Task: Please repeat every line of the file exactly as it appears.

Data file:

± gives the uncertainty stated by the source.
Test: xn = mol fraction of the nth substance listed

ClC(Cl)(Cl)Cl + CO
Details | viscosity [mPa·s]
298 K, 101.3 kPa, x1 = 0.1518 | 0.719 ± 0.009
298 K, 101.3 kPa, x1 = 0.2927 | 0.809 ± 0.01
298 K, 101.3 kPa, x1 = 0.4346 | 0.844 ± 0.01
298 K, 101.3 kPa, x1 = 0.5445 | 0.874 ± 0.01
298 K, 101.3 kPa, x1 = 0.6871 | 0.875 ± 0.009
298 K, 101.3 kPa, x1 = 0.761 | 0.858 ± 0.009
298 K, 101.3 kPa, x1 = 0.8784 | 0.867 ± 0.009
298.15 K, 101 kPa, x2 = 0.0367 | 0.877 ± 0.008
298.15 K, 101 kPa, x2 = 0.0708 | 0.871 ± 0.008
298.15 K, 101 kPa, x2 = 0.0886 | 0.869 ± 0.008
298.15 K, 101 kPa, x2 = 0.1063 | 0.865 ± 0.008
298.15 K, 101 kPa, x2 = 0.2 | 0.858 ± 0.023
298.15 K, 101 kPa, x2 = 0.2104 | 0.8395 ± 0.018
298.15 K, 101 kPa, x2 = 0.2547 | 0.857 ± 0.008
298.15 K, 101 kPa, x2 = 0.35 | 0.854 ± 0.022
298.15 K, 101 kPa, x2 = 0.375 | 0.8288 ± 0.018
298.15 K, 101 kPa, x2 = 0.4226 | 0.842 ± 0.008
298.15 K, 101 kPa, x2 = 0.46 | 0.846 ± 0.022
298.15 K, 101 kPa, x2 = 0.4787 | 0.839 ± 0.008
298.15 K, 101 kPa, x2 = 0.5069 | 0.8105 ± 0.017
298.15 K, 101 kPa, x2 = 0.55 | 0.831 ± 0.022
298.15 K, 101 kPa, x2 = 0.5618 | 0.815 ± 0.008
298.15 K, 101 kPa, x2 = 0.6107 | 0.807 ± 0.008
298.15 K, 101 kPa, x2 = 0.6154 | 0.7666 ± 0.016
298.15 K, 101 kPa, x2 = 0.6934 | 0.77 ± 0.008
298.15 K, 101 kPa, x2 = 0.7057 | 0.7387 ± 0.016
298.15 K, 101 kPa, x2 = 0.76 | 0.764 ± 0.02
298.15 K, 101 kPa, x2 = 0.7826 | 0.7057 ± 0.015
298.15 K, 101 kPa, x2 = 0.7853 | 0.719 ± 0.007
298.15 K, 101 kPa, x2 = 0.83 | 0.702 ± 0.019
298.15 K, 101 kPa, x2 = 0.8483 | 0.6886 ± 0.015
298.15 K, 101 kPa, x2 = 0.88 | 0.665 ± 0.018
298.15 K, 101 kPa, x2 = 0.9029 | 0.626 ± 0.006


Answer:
± gives the uncertainty stated by the source.
Test: xn = mol fraction of the nth substance listed

ClC(Cl)(Cl)Cl + CO
Details | viscosity [mPa·s]
298 K, 101.3 kPa, x1 = 0.1518 | 0.719 ± 0.009
298 K, 101.3 kPa, x1 = 0.2927 | 0.809 ± 0.01
298 K, 101.3 kPa, x1 = 0.4346 | 0.844 ± 0.01
298 K, 101.3 kPa, x1 = 0.5445 | 0.874 ± 0.01
298 K, 101.3 kPa, x1 = 0.6871 | 0.875 ± 0.009
298 K, 101.3 kPa, x1 = 0.761 | 0.858 ± 0.009
298 K, 101.3 kPa, x1 = 0.8784 | 0.867 ± 0.009
298.15 K, 101 kPa, x2 = 0.0367 | 0.877 ± 0.008
298.15 K, 101 kPa, x2 = 0.0708 | 0.871 ± 0.008
298.15 K, 101 kPa, x2 = 0.0886 | 0.869 ± 0.008
298.15 K, 101 kPa, x2 = 0.1063 | 0.865 ± 0.008
298.15 K, 101 kPa, x2 = 0.2 | 0.858 ± 0.023
298.15 K, 101 kPa, x2 = 0.2104 | 0.8395 ± 0.018
298.15 K, 101 kPa, x2 = 0.2547 | 0.857 ± 0.008
298.15 K, 101 kPa, x2 = 0.35 | 0.854 ± 0.022
298.15 K, 101 kPa, x2 = 0.375 | 0.8288 ± 0.018
298.15 K, 101 kPa, x2 = 0.4226 | 0.842 ± 0.008
298.15 K, 101 kPa, x2 = 0.46 | 0.846 ± 0.022
298.15 K, 101 kPa, x2 = 0.4787 | 0.839 ± 0.008
298.15 K, 101 kPa, x2 = 0.5069 | 0.8105 ± 0.017
298.15 K, 101 kPa, x2 = 0.55 | 0.831 ± 0.022
298.15 K, 101 kPa, x2 = 0.5618 | 0.815 ± 0.008
298.15 K, 101 kPa, x2 = 0.6107 | 0.807 ± 0.008
298.15 K, 101 kPa, x2 = 0.6154 | 0.7666 ± 0.016
298.15 K, 101 kPa, x2 = 0.6934 | 0.77 ± 0.008
298.15 K, 101 kPa, x2 = 0.7057 | 0.7387 ± 0.016
298.15 K, 101 kPa, x2 = 0.76 | 0.764 ± 0.02
298.15 K, 101 kPa, x2 = 0.7826 | 0.7057 ± 0.015
298.15 K, 101 kPa, x2 = 0.7853 | 0.719 ± 0.007
298.15 K, 101 kPa, x2 = 0.83 | 0.702 ± 0.019
298.15 K, 101 kPa, x2 = 0.8483 | 0.6886 ± 0.015
298.15 K, 101 kPa, x2 = 0.88 | 0.665 ± 0.018
298.15 K, 101 kPa, x2 = 0.9029 | 0.626 ± 0.006